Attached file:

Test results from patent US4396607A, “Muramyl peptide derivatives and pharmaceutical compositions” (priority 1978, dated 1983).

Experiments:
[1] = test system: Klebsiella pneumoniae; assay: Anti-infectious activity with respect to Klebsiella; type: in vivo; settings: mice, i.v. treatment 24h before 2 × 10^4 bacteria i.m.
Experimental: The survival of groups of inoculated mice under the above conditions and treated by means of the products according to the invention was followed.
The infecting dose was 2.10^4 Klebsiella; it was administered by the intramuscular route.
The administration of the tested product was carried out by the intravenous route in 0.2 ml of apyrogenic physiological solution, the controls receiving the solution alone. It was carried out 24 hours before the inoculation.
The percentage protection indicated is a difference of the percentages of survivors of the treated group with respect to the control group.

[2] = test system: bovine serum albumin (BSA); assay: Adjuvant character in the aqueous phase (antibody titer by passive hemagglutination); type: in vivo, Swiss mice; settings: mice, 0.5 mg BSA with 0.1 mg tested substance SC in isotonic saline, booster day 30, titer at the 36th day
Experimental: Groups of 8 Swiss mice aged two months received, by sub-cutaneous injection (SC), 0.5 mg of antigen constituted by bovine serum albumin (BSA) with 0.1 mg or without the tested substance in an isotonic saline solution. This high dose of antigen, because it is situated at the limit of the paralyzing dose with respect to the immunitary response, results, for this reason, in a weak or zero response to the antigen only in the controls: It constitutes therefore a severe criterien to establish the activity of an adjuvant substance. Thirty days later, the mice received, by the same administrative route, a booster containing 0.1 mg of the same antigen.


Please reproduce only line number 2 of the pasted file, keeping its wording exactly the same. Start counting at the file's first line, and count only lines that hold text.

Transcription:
Experiments: